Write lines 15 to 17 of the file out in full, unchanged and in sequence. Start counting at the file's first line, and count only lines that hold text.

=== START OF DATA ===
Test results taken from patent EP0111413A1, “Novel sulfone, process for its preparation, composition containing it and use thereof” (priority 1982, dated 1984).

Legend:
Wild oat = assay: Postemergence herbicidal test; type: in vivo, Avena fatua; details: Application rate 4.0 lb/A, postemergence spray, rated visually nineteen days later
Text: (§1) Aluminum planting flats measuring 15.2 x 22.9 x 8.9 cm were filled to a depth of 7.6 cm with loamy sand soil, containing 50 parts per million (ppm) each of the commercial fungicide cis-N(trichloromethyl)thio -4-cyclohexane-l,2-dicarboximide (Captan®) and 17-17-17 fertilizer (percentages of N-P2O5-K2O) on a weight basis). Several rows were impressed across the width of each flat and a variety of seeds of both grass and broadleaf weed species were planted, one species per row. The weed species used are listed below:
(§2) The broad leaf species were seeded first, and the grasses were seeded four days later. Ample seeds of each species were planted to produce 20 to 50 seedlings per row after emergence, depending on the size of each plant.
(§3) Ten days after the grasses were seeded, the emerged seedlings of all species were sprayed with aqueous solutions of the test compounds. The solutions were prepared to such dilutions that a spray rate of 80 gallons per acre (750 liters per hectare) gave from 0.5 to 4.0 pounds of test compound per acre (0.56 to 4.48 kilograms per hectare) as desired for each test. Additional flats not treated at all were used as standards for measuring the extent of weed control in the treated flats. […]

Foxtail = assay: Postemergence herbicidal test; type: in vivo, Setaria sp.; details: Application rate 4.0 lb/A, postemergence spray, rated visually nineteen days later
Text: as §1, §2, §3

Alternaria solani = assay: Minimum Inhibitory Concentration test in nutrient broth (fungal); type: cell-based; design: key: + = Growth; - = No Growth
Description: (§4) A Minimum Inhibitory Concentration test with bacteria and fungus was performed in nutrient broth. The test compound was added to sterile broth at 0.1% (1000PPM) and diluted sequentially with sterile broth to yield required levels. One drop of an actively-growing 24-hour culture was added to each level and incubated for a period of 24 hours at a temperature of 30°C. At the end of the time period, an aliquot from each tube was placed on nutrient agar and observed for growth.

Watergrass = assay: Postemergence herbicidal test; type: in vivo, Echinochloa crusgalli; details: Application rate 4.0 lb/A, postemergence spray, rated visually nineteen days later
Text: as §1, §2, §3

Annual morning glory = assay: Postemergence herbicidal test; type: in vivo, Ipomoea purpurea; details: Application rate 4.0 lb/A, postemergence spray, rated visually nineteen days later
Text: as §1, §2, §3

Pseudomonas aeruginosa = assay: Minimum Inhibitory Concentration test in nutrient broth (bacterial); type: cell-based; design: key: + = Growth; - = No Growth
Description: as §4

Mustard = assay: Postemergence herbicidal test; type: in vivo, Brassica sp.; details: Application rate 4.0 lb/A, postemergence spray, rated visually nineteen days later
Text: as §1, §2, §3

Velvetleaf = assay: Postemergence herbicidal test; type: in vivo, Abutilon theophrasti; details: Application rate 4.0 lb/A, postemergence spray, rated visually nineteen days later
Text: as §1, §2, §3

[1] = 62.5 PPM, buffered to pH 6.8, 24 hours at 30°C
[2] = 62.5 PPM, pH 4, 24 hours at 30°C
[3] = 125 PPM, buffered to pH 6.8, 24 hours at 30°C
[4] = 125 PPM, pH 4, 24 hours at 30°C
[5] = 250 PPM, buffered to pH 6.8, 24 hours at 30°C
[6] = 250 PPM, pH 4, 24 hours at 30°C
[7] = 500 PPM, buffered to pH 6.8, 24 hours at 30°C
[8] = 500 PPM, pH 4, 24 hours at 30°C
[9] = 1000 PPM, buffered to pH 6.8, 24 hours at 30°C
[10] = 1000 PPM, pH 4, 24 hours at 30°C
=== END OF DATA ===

Pseudomonas aeruginosa = assay: Minimum Inhibitory Concentration test in nutrient broth (bacterial); type: cell-based; design: key: + = Growth; - = No Growth
Description: as §4

Mustard = assay: Postemergence herbicidal test; type: in vivo, Brassica sp.; details: Application rate 4.0 lb/A, postemergence spray, rated visually nineteen days later